OSC Jitter on Windows

Hi Folks,

Looks like this has been covered before and is something in the bowels of Erlang (Is it possible to control via Sonic Pi an instrument in Ableton? - #34 by ian) but I have pretty pictures so I thought I would post them. I backed into this problem so my test harness is probably needlessly complicated as I wasn’t sure where the jitter was originating. Should have searched here first :).

Test Harness:

  • Sonic Pi sending an OSC packet every 100ms.
  • esp32 that is flipping a pin via the hardware clock (very precise) every 100ms. Also flips a pin when it gets an OSC packet.
  • logic analyzer with PulseView and the jitter command to see the relationship between the two pins
  • R code to analyze it

win-wifi* runs send the packet over wifi to the wsp32.
*rs485 use a python bridge on the host and send data via serial.

You’ll see here the macos based one is spot on. But the windows has bimodal jitter due to inaccuracies in the erlang scheduler.

This is running v3.3.1 and makes it clear I should be using my old mac laptop for this project.


Interesting results, thanks for sharing. You’ll definitely get some jitter from using WiFi - if it’s possible to repeat this experiment using Ethernet, that should eradicate that aspect.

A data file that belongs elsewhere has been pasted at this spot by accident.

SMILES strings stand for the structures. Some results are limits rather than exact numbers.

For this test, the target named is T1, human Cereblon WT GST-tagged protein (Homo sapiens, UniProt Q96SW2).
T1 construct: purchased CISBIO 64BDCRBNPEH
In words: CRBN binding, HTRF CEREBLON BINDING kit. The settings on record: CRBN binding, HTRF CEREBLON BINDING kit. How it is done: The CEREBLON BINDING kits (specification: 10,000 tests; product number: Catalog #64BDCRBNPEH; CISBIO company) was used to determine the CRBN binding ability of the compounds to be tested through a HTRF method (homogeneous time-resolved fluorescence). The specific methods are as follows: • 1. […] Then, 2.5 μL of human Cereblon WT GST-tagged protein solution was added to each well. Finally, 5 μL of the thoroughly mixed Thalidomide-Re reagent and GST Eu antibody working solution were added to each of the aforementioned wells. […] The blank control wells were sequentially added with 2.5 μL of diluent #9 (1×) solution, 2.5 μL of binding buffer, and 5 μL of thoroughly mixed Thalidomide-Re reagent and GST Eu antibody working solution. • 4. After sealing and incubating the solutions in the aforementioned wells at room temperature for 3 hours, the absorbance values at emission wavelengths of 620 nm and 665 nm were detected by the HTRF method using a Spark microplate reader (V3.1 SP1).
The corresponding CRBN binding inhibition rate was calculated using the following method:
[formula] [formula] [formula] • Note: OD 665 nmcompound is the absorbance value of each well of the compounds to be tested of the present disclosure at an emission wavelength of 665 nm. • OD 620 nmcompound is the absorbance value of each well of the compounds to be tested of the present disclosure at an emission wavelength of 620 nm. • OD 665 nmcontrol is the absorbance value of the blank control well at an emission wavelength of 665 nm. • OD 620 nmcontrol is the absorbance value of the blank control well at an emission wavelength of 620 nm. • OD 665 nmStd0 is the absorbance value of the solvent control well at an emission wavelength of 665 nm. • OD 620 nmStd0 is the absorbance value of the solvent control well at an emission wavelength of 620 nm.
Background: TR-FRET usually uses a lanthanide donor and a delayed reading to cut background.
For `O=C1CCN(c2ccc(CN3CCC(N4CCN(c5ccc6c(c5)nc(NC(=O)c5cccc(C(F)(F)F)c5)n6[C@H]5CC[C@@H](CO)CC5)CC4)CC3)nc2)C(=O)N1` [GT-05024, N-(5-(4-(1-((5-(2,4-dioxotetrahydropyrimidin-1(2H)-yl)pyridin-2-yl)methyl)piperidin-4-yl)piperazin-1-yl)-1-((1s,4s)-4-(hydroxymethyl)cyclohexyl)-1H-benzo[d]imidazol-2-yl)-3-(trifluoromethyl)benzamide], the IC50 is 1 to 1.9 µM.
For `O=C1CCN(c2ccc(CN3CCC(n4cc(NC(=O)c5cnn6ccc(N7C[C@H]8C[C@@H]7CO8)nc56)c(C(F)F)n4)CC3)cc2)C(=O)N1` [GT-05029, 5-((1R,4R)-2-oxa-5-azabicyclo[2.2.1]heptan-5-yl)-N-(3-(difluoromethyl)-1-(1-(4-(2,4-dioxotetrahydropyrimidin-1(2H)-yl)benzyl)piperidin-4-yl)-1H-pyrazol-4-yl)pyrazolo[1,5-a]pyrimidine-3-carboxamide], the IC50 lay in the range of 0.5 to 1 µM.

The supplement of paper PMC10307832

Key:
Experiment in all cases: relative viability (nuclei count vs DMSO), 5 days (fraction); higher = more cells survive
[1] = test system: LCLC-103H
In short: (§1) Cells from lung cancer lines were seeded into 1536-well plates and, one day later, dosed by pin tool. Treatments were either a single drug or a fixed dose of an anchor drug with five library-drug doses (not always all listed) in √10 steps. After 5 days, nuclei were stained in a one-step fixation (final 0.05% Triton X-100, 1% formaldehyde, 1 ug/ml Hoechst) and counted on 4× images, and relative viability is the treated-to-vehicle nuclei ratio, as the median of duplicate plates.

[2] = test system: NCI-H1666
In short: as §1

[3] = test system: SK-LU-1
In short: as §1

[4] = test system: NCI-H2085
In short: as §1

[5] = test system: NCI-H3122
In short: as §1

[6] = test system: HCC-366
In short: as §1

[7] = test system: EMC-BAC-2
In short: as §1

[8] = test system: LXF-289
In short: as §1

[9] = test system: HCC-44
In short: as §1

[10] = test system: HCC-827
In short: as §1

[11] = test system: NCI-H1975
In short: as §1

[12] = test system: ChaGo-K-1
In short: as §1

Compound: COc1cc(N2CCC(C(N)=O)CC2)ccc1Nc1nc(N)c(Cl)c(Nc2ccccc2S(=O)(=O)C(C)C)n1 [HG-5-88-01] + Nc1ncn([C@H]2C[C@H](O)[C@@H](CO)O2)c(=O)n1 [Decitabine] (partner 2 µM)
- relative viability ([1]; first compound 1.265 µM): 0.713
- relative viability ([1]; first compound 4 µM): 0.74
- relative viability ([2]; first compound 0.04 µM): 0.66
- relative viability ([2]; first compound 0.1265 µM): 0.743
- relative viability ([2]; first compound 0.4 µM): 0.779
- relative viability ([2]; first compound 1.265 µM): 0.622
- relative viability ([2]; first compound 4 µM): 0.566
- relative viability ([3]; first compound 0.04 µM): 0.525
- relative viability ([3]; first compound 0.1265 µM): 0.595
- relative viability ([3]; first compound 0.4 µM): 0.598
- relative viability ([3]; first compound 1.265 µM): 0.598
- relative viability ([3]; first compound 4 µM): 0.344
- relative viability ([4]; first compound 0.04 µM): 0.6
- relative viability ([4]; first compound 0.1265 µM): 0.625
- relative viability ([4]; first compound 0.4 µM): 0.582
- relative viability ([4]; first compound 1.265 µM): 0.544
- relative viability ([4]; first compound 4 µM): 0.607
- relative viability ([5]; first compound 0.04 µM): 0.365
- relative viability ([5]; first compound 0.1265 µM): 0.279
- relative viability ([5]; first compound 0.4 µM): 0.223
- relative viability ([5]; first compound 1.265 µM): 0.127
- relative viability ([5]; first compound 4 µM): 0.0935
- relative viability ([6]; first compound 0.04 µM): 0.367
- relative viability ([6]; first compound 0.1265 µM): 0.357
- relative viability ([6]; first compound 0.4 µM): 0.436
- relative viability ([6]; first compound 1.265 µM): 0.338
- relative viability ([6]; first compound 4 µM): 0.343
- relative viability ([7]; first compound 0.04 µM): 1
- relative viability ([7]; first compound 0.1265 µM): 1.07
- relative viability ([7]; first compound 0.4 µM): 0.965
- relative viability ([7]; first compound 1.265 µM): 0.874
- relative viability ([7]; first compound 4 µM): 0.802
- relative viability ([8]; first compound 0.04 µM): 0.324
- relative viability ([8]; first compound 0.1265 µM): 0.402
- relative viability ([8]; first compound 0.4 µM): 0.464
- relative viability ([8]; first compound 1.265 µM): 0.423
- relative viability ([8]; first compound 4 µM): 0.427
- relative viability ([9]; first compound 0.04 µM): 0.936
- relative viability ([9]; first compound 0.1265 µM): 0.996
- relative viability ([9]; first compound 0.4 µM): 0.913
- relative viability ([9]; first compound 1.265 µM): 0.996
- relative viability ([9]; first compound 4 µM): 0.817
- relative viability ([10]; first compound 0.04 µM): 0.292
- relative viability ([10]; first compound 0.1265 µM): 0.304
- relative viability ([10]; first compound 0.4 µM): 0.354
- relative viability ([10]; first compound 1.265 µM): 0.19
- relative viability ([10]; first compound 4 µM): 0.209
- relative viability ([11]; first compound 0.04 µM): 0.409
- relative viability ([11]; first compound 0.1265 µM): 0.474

There is definitely lower timing resolution for the Erlang osc scheduler in v3.3.1 and below on Windows.

However the latest Erlang release which will feature in the upcoming beta does purport to fix this, so in addition to repeating with Ethernet, I’d love to see these repeated with the new beta to see if things really have improved.

That’s great to hear that it looks like they’ve addressed this in the Erlang scheduler. I’ll keep my testing harness around so I can rerun these tests when the beta is available.

I can’t reproduce these tests using ethernet as none of my development boards have ethernet. What I did instead was use RS-485 serial. You can see in this picture I compared Mac OS (with the more accurate scheduler) using RS-485 in the top row, and then the bottom two rows are the same test running over Wi-Fi. As you pointed out, you can see that the distribution of events is smeary and left shifted for the Wi-Fi cases. Packets will never arrive early, but can always arrive late :-).


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